[Read in Dutch/Italian] Some time ago I have written a post with tips to get to speak Dutch (how do I start speaking Dutch, by real?).
“Why should you want it? You can perfectly survive in the Netherlands without speaking Dutch.” That’s absolutely true, but I am still convinced that speaking the language of the country you live in makes the difference. On the other hand, I know perfectly that the level of English in the Netherlands works against our good will and demotivates even the most stubborn learner.
But there are a million reasons why I find it extremely important, especially for medium/long stay. Here I list my top 10
- You can survive without Dutch. True, but that already jars. We did not come here to survive, but to live. An experience, a period of our lives, an Erasmus, a job opportunity…call it as you want. But I bet nobody ever left his/her own country saying “I go to survive in the Netherlands”
- People appreciate you learning Dutch. I guess they appreciate our effort to learn the local language, to get integrated and not to ask the country to change or help us. Furthermore, in some cases they feel more comfortable in speaking their own language (who doesn’t by the way)
- Avoid a third language when possible. In general I think it is always good to speak the language of one of the two interlocutors – when this is possible of course. That way there is no doubt one of the two will speak the language very well. However, for that the level of the language needs to be good enough: consider the case of a conversation between you and a Dutch person.
Assume you are not native English speaking, and both of you are not studying English (i.e. both levels of English are constant in time).
The situation will then be either case I or case II in the graphs below.
In case 1 there will thus be a moment (T1) when your Dutch will be better than your English, and it will be advantageous to speak Dutch (although the level of English of the other person is also high).
In case 2 instead, there is a gray area between T1 and T2 where your level of Dutch is higher than the level of English of your interlocutor, but still lower than your level of English. You will probably feel more comfortable in speaking English, but you may still get advantage in speaking Dutch.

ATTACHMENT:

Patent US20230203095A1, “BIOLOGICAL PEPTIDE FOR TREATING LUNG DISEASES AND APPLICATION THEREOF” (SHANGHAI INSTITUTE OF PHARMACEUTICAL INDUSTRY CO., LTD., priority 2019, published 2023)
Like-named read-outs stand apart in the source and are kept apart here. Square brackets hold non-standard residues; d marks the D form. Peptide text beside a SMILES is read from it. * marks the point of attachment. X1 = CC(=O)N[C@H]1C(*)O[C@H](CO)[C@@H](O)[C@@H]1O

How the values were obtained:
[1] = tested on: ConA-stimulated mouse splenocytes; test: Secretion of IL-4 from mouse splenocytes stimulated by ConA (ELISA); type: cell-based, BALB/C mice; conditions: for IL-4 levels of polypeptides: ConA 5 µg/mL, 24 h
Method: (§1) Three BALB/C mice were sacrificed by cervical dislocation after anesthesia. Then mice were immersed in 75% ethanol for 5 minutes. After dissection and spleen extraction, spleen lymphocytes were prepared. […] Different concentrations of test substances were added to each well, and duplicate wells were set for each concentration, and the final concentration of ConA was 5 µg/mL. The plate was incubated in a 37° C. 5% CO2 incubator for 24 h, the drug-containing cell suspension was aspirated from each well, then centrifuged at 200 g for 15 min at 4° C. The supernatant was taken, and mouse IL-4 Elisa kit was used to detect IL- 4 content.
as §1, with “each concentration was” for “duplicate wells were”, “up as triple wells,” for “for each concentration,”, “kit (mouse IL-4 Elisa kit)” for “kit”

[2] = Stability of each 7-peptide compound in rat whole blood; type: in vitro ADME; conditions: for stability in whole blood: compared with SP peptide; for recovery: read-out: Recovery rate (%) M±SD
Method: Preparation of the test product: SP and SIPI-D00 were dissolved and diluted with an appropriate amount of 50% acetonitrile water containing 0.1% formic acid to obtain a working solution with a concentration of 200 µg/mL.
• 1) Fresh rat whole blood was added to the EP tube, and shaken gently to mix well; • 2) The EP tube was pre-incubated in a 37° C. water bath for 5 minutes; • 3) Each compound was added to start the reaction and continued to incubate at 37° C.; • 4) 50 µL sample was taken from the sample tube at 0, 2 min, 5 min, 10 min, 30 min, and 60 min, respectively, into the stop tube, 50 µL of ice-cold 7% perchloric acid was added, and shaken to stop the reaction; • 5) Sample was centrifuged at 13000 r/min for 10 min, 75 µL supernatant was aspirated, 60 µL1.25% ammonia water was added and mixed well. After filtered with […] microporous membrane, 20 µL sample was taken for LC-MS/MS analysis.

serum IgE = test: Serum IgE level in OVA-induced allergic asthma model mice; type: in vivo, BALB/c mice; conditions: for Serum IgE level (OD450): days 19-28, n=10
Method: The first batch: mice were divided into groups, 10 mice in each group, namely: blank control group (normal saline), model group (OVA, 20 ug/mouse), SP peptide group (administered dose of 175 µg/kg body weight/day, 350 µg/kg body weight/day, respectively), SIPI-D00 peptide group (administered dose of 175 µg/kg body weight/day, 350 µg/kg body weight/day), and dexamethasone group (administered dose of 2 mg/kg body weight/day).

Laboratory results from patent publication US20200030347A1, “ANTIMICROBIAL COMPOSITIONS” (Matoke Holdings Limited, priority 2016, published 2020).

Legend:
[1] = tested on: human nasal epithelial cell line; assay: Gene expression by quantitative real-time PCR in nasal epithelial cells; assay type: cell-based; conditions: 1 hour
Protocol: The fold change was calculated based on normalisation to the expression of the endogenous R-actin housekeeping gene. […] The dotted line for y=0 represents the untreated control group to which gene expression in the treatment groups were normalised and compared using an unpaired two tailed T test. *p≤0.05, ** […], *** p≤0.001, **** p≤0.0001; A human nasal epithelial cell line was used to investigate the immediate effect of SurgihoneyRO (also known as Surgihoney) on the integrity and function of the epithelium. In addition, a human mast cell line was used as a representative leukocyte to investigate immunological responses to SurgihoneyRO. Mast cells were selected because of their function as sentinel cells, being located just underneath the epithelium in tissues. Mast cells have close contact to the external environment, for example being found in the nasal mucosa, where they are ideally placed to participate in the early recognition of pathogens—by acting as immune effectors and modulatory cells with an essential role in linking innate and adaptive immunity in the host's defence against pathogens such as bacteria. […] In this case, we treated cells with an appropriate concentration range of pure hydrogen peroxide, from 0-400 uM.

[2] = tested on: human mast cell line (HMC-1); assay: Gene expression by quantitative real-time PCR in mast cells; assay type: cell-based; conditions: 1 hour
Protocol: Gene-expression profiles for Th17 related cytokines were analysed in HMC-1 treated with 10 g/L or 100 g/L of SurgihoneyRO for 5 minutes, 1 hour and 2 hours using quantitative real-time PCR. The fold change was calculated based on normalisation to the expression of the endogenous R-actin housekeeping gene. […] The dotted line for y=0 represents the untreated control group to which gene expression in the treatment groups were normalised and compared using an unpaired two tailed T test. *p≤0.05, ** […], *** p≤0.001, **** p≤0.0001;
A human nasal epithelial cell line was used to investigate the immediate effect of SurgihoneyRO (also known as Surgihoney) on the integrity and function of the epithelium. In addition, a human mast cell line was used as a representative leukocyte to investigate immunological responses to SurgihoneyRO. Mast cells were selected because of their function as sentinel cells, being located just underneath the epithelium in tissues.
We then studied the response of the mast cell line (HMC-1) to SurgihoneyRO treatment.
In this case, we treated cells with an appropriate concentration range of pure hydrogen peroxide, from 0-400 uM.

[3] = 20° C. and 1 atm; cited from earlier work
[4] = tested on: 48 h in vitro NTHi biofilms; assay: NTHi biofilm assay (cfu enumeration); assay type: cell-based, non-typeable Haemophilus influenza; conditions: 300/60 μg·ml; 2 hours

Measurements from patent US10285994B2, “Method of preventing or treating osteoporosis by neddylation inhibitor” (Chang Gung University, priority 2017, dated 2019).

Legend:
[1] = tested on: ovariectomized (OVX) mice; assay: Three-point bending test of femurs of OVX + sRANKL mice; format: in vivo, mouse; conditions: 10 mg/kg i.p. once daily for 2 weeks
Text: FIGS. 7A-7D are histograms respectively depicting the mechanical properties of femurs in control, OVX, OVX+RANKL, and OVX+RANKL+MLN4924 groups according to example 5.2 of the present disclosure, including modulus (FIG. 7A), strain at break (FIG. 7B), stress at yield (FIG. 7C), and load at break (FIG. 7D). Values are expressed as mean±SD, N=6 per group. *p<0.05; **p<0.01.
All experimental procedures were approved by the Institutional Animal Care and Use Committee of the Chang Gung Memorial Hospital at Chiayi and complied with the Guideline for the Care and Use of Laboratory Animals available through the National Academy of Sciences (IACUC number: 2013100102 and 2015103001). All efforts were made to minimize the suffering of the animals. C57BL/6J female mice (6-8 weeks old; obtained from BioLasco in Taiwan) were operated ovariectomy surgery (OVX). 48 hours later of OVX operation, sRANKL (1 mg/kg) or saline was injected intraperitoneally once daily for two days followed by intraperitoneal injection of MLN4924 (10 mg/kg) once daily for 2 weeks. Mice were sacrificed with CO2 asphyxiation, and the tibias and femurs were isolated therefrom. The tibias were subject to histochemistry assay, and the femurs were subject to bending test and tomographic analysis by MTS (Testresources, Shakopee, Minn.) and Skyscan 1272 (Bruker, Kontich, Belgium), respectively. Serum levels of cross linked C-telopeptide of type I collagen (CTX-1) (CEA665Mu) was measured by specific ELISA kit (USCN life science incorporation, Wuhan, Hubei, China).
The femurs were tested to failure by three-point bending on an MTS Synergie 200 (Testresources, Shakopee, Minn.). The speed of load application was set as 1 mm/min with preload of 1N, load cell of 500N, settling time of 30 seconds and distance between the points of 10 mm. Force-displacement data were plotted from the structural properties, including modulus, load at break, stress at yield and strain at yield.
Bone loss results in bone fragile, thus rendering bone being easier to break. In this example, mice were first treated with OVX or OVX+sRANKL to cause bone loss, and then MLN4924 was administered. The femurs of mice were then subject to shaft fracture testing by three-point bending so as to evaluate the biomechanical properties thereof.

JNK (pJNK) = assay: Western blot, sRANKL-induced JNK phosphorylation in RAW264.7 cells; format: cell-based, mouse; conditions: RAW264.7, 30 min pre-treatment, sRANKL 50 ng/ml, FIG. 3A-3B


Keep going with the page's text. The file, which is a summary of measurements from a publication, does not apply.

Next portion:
Before T1 it is probably inconvenient to be brave, but from that moment you should give it a try since it is hard to say what is the best strategy. From T2 onward instead, the choice should be easy.
PS. the learning curve is all but linear, I know. However, I made it somewhat simpler to put it in picture.
- Better understanding. It is true that you can survive just speaking English, especially in certain working environment. But living in the Netherlands implies more situations than just working. It happened to me that dealing with a plumber, an hairdresser, and a doctor Dutch came handy for a better understanding
- Free choices. You are not forced to go to a certain doctor because he/she speaks English, or a certain hair dresser, or shop. You slowly start settling your life here and moving freely
- Better choices. You are more alert to traps, at least to the ones based on your language limitations. Both from Dutch and non-Dutch, making use of it. You can deal with those who offer a service (almost) at the same level as Dutch people
- Practical. You get these long letters from the Belastingdienst, or from insurance provider, and what else. Maybe also speaking Dutch you won’t understand the message fully, but at least you’ll be able to read through the lines and find what that is about
- Integration. You walk into a group of Dutch people and you do not force them to switch. Maybe they will have to adapt the speed, or ask you to repeat your sentence a couple of times. But you will not be that distant anymore. Integration is a big word, but probably this comes as a first step for it.
- Personality in people changes with the situation. And also with the spoken language. I love meeting the “real” Dutch that is in every Dutch person I meet. And I notice the difference from other times they speak English.
- But above all,
If you talk to a man in a language he understands, that goes to his head.
If you talk to him in his language, that goes to his heart.